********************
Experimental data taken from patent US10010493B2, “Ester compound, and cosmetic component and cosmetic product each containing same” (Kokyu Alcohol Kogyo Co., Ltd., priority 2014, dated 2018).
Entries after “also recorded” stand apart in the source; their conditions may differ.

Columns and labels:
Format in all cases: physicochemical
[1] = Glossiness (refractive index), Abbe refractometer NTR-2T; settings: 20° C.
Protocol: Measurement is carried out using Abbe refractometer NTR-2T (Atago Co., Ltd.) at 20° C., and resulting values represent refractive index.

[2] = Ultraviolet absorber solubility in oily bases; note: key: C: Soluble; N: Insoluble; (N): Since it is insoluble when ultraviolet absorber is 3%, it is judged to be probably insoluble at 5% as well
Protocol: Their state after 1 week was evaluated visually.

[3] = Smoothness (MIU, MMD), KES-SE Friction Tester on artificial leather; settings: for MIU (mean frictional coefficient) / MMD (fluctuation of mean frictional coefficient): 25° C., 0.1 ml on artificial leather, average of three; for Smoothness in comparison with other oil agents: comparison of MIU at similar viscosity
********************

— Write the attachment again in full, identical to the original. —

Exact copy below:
Experimental data taken from patent US10010493B2, “Ester compound, and cosmetic component and cosmetic product each containing same” (Kokyu Alcohol Kogyo Co., Ltd., priority 2014, dated 2018).
Entries after “also recorded” stand apart in the source; their conditions may differ.

Columns and labels:
Format in all cases: physicochemical
[1] = Glossiness (refractive index), Abbe refractometer NTR-2T; settings: 20° C.
Protocol: Measurement is carried out using Abbe refractometer NTR-2T (Atago Co., Ltd.) at 20° C., and resulting values represent refractive index.

[2] = Ultraviolet absorber solubility in oily bases; note: key: C: Soluble; N: Insoluble; (N): Since it is insoluble when ultraviolet absorber is 3%, it is judged to be probably insoluble at 5% as well
Protocol: Their state after 1 week was evaluated visually.

[3] = Smoothness (MIU, MMD), KES-SE Friction Tester on artificial leather; settings: for MIU (mean frictional coefficient) / MMD (fluctuation of mean frictional coefficient): 25° C., 0.1 ml on artificial leather, average of three; for Smoothness in comparison with other oil agents: comparison of MIU at similar viscosity